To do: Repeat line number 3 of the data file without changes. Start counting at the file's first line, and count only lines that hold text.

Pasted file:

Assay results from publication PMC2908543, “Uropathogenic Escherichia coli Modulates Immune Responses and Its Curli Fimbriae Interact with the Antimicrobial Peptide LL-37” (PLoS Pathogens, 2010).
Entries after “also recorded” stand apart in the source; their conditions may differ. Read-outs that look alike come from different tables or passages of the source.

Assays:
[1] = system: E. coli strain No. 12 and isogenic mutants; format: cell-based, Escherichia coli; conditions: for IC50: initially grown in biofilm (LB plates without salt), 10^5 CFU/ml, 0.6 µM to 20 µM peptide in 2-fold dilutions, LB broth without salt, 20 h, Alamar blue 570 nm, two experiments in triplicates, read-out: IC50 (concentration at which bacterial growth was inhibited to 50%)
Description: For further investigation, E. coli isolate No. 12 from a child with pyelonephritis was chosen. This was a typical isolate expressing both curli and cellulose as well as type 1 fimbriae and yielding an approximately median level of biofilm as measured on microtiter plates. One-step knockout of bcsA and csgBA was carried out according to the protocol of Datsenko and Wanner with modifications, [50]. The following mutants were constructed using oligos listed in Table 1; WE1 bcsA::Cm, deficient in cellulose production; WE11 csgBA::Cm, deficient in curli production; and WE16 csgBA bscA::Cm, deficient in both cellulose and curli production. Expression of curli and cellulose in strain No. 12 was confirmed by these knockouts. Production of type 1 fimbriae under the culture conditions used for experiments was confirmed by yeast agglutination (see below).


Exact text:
Assays: